About seven minutes into the first half of Maryland men's basketball's 74-70 loss at Penn State on Wednesday, guard Jared Nickens gathered and took an off-balance, fadeaway 10-footer from a tight angle.
It was a contested shot, and a rare attempt for Nickens, who entered the game averaging fewer than one two-point attempt per game.
Yet as the senior tried to stop his momentum from carrying him out of bounds, the high-arching shot swished through for Nickens' first points of the game. It was a telling sign that the Monmouth Junction, New Jersey, native's stroke was working.
Nickens finished with 13 points on 5-for-10 shooting, a bright spot for a team that's struggled to find consistent scoring outside of guards Anthony Cowan and Kevin Huerter. He'll look to continue that role when Maryland plays Northwestern at Xfinity Center on Saturday afternoon.
"It's Jared's senior year," Huerter said. "I'm sure there were times in his career he wished he got more minutes, but at this point he's making the most of it."
Nickens hasn't recreated the success he enjoyed his freshman season, when he started nine games and averaged 6.1 points on 1.6 3-pointers per game.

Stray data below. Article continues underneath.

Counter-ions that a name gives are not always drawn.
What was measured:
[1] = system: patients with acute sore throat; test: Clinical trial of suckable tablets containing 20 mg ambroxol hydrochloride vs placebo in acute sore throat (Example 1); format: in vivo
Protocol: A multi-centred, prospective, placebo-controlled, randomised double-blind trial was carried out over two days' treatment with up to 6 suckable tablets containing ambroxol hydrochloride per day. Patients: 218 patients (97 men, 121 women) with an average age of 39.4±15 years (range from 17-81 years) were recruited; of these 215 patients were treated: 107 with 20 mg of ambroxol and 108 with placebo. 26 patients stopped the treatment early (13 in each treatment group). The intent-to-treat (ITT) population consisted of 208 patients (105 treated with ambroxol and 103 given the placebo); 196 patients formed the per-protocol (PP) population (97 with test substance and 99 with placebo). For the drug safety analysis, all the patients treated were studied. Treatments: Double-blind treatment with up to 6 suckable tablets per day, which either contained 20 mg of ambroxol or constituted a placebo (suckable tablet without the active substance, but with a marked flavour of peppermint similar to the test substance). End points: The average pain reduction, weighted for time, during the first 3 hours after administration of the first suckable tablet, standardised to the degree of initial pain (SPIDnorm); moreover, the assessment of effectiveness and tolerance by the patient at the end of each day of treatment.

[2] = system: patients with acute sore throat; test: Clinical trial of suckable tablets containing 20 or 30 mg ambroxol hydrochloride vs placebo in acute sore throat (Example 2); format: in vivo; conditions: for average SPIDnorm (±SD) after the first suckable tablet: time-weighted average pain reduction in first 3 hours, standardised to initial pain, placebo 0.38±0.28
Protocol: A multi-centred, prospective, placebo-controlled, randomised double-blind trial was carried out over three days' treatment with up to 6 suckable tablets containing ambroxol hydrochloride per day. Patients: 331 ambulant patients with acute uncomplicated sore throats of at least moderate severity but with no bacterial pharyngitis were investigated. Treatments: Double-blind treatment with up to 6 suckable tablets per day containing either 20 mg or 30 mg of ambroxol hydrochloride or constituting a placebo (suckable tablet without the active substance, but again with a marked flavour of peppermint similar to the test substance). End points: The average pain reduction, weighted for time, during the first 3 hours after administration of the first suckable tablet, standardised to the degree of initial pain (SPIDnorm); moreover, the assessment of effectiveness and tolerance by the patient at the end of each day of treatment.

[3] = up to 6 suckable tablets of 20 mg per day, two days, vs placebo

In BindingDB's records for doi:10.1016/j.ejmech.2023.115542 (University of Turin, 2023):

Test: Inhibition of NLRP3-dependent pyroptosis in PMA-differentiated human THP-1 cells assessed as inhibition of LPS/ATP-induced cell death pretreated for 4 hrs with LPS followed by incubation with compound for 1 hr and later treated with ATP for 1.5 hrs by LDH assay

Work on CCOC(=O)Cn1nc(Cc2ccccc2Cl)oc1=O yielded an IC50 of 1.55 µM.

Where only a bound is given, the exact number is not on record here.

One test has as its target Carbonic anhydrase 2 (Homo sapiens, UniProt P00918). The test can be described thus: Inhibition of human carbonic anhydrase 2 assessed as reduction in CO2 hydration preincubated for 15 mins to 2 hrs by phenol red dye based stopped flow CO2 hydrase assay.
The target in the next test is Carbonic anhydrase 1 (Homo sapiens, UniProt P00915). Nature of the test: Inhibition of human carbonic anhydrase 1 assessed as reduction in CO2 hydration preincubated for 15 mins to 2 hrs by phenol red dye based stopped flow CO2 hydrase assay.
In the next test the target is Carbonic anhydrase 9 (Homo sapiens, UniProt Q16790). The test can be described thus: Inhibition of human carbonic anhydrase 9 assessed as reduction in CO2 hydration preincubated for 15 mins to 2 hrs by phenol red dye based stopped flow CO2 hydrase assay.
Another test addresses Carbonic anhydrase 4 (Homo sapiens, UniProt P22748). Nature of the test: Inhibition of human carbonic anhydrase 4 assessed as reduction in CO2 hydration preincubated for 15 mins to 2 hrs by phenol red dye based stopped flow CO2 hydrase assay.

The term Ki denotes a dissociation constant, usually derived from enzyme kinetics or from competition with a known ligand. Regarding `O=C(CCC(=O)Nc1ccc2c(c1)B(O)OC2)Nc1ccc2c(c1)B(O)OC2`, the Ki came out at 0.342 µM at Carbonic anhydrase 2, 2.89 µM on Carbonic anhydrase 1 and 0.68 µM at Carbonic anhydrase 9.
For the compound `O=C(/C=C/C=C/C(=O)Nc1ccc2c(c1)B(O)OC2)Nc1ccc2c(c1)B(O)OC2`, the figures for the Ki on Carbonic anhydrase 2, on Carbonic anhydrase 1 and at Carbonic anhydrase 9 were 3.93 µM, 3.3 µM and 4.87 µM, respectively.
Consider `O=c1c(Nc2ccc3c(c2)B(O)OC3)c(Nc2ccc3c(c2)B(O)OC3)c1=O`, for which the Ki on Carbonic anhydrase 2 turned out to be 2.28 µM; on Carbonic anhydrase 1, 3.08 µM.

He's earned just three starts since and, until this year, he hadn't matched his freshman 3-point shooting percentage (.390). But Nickens is making 44 percent of his triples this campaign and averaging 5.6 points per game, not far from his freshman output despite less playing time.
Before the Penn State game, coach Mark Turgeon said his team's lack of quality depth leads to significant uncertainty. Cowan, Huerter and forward Bruno Fernando will almost always be on the court at the end of games, he said, but the last two players are a tossup.
"It's just figuring out who's going to play well," Turgeon said Tuesday. "Whoever's playing well might finish the game for us."
Wednesday, Nickens earned one of those last spots. He scored eight points on his first five shots of the second half.
His final points were likely his most important. After Penn State blocked his 3-point attempt earlier in the possession, he got himself open and knocked down his third 3-pointer of the game to cut Penn State's lead to three points with 1:13 remaining.
"He realizes we're starting to get to the tail end of our season, so he has to play well for us to be good," Huerter said. "He's done that."
But the Terps never scored again after Nickens brought them within one possession. His final shot came with six seconds left, a well-defended and off-target attempt that was the payoff from a disorganized possession that doomed the Terps to a sixth consecutive road loss and prevented Nickens from fully enjoying his performance.
"I just try to win every game," Nickens said. "I just want to be one of the most winning players at this university. So that's what I focus on."